Unless you’ve spent the past year in a cave, there’s a good chance you’ve heard the word “Bitcoin.” Indeed, most of the buzz around blockchain is due to the sharp increase in the value of Bitcoin—the best-known use of the blockchain principle in the world of cryptocurrencies. According to some, these digital currencies are poised to truly shake up the international banking and finance system.
Yet what is generally less well understood is that blockchain is not just a fast way to make a lot of money for Bitcoin investors and new-technology buffs. In fact, although it’s not yet living up to its potential, this technology is expected to have a direct and fundamental impact on the way we organize most modern corporate systems—and not just in the financial sector. From online protection against identity theft through to managing driverless cars, blockchain’s applications are virtually endless.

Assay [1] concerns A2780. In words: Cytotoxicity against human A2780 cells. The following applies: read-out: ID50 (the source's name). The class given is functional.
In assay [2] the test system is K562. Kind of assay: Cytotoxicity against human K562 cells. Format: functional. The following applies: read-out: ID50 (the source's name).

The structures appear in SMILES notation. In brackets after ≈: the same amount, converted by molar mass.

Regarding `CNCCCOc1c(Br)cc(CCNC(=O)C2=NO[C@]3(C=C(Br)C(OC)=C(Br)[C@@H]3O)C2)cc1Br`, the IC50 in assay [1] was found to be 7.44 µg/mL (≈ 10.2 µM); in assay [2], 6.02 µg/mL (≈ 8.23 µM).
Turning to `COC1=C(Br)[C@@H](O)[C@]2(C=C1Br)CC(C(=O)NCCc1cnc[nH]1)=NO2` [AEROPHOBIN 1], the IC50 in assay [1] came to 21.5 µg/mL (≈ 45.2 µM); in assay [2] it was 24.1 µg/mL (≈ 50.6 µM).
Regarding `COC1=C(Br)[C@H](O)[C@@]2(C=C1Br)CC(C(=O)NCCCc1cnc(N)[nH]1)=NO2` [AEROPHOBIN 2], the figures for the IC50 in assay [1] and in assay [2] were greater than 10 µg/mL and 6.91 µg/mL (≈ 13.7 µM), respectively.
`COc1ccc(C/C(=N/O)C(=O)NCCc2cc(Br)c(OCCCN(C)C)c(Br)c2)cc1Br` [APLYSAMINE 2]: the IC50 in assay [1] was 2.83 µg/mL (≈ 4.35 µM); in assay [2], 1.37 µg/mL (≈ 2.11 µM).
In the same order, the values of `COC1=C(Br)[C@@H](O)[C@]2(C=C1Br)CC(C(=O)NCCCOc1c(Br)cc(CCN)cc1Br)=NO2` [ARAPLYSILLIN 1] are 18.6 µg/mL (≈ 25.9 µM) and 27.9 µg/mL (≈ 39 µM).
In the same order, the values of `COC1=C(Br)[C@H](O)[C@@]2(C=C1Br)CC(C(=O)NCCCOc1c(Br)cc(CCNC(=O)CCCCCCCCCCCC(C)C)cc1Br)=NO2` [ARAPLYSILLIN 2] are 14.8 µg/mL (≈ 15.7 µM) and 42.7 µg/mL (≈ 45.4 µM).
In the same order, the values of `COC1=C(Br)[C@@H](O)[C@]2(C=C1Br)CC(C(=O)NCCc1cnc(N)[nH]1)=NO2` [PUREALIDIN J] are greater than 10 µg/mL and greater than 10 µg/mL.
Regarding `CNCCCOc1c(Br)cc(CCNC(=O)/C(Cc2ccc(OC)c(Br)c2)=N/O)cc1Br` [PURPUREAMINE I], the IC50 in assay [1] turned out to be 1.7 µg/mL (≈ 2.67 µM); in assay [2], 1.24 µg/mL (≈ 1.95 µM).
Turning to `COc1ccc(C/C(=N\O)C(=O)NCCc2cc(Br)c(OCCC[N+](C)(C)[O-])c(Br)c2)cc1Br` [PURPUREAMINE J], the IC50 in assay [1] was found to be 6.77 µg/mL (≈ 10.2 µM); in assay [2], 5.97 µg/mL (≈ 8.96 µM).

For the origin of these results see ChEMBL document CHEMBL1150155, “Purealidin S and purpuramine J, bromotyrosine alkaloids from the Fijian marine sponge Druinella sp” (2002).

This disruptiveness may also have a major impact on the job market, where blockchain could transform the way candidates search and apply for jobs, and how they manage their salaries and other administrative processes once they’ve been hired.
First, what’s the exact meaning of the mysterious term?
Basically, blockchain technology creates a decentralized and secure registry that gives users a way of validating information involved in a particular transaction. It speeds up processes and takes out the middlemen, making the process safer, more transparent, and more efficient.
When we vote, how do we know if our ballot paper is actually taken into account? And when we buy fair-trade coffee, how can we be sure of its origin? To ensure we have the right answers to these questions, we need a system where data can be stored and verified by anyone, and have guaranteed security.